My regular walk takes about three to four hours, during which time the ocean regularly lights a fire under my ass. I write short stories in my head (usually about murder) and I think about how the world will end. I’m never very interested in the plot. I like to play with the sentences and scenes, and I text myself the favorites. Later, I’ll adapt them to whatever context.

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Isn’t this shit special?

When I walk all alone late at night, I feel unpleasant things.

I’d love a friend to talk to, but if one came along, I have a feeling I might lie and say I have plans. I need to leave the world regularly, and go to a beautiful place and just walk. Then when I come back, I can function (most of the time). The world is filled with incredible landscapes to walk through and appreciate.  It’s the greatest gift.

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Food and Uncertainty

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Ambiguity intolerance is the tendency to perceive uncertain situations as threatening.

It makes sense – the unknown is scary. But some people have a harder time dealing with it than others.  And these people are more likely to suffer anxiety and depression, especially when faced with a particularly difficult stressor.

Uncertainty and Food

I believe that many disordered eaters suffer from ambiguity intolerance.

Have you ever turned to food to flood your brains with feel-good chemicals in order to avoid feelings of panic? Have you ever done this – even though nothing was wrong in that particular moment?

Fostering a Taste for Uncertainty

If you find yourself threatened by the unknown, fostering a healthier relationship with uncertainty might do wonders to decrease your anxiety.

Who knows, you might even develop a taste for uncertainty. This time next year you could be reading this post while wrestling a shark.

Here are a few tips:

  1. Focus on this hour, this minute, and this day. It’s only natural to feel overwhelmed by the whole entire future. Bring yourself into the present by focusing on what you can do right now. I know this is easier said than done. But try.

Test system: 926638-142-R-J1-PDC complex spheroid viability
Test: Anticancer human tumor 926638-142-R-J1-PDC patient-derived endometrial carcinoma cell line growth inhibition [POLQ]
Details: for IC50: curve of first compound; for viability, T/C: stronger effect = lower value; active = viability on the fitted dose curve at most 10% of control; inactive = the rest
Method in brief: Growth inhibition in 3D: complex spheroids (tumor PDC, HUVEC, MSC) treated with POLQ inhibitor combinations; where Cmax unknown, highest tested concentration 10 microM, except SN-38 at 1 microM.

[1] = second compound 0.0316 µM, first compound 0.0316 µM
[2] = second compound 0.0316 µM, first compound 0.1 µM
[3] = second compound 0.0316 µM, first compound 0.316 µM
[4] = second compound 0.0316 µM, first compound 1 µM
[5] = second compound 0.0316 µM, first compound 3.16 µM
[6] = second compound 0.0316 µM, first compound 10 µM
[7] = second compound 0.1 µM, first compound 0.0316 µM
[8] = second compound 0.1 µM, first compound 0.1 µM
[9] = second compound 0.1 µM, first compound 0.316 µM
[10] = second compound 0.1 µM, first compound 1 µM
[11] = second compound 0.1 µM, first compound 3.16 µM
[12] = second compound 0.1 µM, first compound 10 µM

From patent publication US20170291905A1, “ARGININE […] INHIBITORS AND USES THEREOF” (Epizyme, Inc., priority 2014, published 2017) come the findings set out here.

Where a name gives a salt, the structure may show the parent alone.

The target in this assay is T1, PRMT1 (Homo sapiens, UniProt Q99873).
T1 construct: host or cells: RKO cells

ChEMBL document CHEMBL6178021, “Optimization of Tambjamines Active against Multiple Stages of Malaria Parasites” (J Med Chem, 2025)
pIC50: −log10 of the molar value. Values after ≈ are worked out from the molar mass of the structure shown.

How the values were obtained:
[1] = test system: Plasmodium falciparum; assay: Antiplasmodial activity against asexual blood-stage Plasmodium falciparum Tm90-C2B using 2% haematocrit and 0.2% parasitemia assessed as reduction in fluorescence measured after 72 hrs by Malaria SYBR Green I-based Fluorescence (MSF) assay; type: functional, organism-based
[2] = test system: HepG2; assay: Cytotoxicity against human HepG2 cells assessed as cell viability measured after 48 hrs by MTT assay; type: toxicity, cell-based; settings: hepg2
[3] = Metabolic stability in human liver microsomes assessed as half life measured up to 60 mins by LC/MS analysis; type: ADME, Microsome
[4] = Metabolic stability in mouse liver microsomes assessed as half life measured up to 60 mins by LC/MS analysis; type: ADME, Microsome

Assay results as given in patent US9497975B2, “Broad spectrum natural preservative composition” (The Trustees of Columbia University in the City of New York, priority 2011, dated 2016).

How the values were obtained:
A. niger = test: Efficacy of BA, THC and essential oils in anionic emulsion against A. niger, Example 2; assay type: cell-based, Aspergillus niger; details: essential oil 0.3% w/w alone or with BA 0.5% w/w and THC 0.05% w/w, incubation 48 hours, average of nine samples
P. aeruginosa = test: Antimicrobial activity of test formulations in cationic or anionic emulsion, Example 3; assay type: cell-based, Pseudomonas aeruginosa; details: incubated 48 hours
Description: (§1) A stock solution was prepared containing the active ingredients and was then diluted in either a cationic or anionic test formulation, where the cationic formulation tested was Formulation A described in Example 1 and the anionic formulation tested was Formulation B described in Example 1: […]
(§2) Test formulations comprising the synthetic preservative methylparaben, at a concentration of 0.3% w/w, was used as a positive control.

2. Do things that scare you. You have to actively do things that scare you. It sucks, but you’ll (most likely) live. Last year, I jumped out of a freaking airplane! It was the worst thing ever.
  3. Improve a skill. Some people feel anxious because they have an overall feeling of never being good enough. But everyone is good at something. Take something you’re good at and get great at it. Your feelings of pride will spill over into every day life. See my post on pursuing your weird hobbies.
  4. Achieve a behavioral goal. Set a small behavioral goal for yourself, and achieve it. Like number three above, the good feelings will spill over into your every day life making you feel less anxious in general. You’ll also see that things aren’t so hard when you take them one step at a time.  Example: I will go to the gym every Tuesday and Thursday for the next two weeks.

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Five Ways to Be Like Amelia on Int’l Women’s Day

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Amelia Earhart = perhaps the most badass person who ever lived on this planet. 

There is so much we can learn from her on International Women’s Day.

1. Do what can’t be done. 

Everything that “can’t be done” actually can be done. It just hasn’t been done yet.  So don’t strive to “be cool” ; strive to “create cool”

  • Being cool means being an early adopter of things that society is already opening up to.
  • Creating cool means doing things fearlessly.

Creating cool makes you a pioneer. It might mean doing things that your friends and family deem reckless. That’s because most people can’t FATHOM living without the fear of other people’s opinions.

 

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2.  Don’t complain about getting no respect. Demand it.  

In Earhart’s day, getting married often meant the end of your identity as an individual human being.  Earhart didn’t bitch and moan about this. She simply refused to let it happen to her.

When a George Putnam wanted to put a ring on it, Amelia was down.

But Amelia was no “ride or die” chick. Because even though she truly wanted to hit it, Amelia agreed only to a trial period at first.

She would agree to a marriage ONLY if he would agree to respect her separate identity. Bitch demanded respect, and so respect was given. And they lived happily together until her disappearance.

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The original Nike spokesperson

3. Don’t hush yourself.

“Women, like men, should try to do the impossible. And when they fail, their failure should be a challenge to others.” – Amelia Earhart

According to this Mental Floss article, Earhart wrote for Cosmopolitan. But not about topics that most would have found acceptable back in the 1920’s.

In total, she publish 16 published articles. The titles of which include:

  • “Shall You Let Your Daughter Fly?”; AND
  • “Why Are Women Afraid to Fly?”

4. Never Box Yourself In.  

Did you know Amelia Earhart had a fashion line?

..Just because you are a badass pilot, doesn’t mean you can’t look great.

People fear the unpredictable. If they can’t box you in, they’ll keep trying. But don’t let them box you in. And don’t box yourself in. Opportunities are everywhere.

5. Please Yourself. 

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Amelia Earhart was a completely unique human being. A pilot, a pioneer, a writer, a fashion designer, a wife – she was so multi-faceted.